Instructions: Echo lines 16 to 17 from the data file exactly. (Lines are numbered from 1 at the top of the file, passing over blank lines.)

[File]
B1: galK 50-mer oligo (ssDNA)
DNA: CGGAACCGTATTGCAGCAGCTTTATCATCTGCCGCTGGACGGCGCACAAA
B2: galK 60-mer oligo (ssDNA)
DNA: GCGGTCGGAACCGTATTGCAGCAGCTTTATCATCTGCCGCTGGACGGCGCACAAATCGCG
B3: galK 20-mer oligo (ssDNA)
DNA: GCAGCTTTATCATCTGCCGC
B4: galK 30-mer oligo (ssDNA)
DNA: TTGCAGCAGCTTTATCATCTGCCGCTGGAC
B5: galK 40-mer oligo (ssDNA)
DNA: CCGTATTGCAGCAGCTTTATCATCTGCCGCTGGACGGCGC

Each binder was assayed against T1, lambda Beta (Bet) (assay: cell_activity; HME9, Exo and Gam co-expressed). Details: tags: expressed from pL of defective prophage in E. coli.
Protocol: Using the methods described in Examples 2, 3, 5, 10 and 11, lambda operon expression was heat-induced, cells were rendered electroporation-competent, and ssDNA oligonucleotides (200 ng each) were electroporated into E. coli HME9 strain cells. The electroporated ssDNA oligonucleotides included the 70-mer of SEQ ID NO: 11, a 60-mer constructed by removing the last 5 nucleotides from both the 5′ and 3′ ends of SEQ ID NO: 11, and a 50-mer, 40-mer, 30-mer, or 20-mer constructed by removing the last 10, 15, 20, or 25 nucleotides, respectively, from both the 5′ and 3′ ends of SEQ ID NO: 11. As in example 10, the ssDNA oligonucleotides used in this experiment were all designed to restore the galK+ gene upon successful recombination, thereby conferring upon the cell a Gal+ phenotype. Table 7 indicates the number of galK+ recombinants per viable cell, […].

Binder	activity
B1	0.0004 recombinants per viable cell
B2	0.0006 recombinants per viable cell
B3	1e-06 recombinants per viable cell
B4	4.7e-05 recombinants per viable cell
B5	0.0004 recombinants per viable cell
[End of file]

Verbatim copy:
B3	1e-06 recombinants per viable cell
B4	4.7e-05 recombinants per viable cell